Enticing Solitary Bees or Bumblebees to Live in Your Garden
By Sy Maher
Inviting solitary bees to live in your yard is beneficial and fun. Solitary Bees almost never sting. You really have to annoy a native bee to get them defensive.
Solitary bees have a short life cycle. For instance, the Mason bees come out in early spring, pollinates, makes its babies, and dies off in six weeks. They leave behind larvae in cocoons that survives the queen. Then the leafcutter bees take over in summer. They do the same thing. Pollinate (get food and nectar) the queen makes babies then dies in six to eight weeks.
Bumblebees do nearly the same thing except it is a new queen that is left behind, not eggs. She fattens up for the winter to stay alive. When spring finally comes the new queen awakens, seeks out a new nest, lays her eggs to start a new brood of workers and drones.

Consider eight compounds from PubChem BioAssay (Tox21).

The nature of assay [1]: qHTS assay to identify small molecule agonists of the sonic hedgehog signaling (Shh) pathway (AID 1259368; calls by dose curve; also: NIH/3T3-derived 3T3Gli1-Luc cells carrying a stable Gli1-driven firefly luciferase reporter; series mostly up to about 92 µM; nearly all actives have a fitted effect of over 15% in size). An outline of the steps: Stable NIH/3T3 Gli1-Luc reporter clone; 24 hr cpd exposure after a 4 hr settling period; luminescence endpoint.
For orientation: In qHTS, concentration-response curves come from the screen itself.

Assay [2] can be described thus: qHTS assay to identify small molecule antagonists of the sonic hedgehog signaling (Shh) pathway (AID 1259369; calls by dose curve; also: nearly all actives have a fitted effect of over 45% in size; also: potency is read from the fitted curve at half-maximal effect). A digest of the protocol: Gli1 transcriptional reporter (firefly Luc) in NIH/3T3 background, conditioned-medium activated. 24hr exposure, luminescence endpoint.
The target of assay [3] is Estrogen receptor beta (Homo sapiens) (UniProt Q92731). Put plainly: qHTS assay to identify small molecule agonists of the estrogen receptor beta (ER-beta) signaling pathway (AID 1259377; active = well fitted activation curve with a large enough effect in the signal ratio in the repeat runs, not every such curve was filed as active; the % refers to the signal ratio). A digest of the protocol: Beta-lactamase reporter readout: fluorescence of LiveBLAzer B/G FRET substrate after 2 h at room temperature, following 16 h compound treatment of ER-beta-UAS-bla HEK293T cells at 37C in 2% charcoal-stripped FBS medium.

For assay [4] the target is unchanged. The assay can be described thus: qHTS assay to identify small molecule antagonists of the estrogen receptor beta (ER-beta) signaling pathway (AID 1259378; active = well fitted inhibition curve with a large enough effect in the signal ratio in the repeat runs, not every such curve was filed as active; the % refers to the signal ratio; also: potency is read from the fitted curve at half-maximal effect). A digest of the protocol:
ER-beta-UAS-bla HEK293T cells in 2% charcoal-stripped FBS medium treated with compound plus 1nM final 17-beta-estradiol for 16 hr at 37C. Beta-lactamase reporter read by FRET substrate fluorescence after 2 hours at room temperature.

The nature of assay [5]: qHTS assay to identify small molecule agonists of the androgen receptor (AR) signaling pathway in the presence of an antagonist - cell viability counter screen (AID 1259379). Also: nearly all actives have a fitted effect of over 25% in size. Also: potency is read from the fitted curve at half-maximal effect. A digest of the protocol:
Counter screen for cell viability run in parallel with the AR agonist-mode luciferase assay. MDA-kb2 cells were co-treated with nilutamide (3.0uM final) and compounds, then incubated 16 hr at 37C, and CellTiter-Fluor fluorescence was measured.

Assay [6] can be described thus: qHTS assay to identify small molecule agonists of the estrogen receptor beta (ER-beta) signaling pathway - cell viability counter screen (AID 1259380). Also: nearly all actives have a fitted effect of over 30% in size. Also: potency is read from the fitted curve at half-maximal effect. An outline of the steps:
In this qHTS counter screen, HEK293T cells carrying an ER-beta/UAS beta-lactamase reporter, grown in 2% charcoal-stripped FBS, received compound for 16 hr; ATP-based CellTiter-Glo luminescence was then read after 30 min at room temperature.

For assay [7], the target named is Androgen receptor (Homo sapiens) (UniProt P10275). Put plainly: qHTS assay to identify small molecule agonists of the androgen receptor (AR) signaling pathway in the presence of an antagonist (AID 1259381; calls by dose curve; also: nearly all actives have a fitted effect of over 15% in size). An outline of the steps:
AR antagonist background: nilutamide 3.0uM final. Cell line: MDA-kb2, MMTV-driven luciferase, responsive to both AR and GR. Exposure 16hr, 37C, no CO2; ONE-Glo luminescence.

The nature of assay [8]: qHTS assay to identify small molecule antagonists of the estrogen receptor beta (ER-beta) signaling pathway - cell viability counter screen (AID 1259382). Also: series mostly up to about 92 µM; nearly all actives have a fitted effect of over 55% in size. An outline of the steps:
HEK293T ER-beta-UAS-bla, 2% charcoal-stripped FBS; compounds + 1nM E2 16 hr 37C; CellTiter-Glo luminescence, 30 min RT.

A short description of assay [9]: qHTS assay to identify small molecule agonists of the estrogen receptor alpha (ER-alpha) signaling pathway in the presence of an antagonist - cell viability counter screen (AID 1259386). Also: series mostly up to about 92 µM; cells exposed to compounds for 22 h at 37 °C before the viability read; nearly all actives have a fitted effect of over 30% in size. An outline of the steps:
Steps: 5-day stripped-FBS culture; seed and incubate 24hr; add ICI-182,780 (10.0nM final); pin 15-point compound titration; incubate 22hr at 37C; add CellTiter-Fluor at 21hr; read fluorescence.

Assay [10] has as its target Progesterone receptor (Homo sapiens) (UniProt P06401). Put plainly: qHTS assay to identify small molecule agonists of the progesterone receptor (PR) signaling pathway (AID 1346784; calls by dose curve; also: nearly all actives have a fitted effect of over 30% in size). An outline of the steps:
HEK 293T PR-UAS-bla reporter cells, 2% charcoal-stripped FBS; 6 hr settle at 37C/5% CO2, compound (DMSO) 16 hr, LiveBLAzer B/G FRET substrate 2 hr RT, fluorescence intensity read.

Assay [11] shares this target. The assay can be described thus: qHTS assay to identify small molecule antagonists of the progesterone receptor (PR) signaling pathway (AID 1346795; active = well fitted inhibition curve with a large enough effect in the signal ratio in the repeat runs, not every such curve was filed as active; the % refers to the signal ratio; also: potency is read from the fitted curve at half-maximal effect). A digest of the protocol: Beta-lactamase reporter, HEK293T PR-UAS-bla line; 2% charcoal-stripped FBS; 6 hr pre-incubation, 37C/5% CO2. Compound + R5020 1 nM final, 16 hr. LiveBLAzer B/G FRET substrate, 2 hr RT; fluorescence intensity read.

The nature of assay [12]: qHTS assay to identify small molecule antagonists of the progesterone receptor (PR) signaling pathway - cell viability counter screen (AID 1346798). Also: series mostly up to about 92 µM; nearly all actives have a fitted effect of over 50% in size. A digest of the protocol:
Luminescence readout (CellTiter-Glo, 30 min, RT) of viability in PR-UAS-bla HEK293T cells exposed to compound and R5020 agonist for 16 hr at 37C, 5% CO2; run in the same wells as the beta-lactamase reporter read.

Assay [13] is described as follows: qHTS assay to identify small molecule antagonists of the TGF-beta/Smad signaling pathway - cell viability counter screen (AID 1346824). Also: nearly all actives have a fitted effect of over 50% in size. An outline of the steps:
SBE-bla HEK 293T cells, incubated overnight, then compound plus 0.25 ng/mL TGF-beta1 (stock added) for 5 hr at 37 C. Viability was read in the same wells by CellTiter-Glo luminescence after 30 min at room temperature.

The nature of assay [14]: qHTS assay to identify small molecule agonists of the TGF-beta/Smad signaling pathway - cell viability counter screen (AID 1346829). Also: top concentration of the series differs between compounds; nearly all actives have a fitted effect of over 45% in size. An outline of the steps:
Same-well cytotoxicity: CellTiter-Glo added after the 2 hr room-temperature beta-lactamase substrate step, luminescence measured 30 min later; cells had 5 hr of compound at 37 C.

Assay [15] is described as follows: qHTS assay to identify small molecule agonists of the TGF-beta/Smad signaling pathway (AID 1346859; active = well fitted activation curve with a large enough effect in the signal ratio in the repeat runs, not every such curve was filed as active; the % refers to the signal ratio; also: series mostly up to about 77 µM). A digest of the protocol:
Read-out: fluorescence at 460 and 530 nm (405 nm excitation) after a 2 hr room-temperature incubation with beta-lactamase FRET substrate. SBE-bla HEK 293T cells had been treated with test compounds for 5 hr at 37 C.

As bee lovers, we can support wild bees in our gardens by providing them with food and shelter.
Wild bee hotels can be very rustic looking or accommodate other beneficial insects,
Getting a bumblebee to take up residence in your yard takes a little more work. Their favorite place is a long-vacant rodent burrow, while other species like nest above ground, such as an old tree, in thick grass, or in tree holes.
Below is an excellent video that may help get bumblebees into your garden.
Be hotels can be made from materials lying around. Have fun with children making these beneficial homes or use them as projects for the classroom. Bees pollinate your veggies and flowers and it’s enjoyable to watch them work.They may even be that perfect Christmas gift.
Bee Gardens Can Help Save Bees in the Greater Mesa/Phoenix Area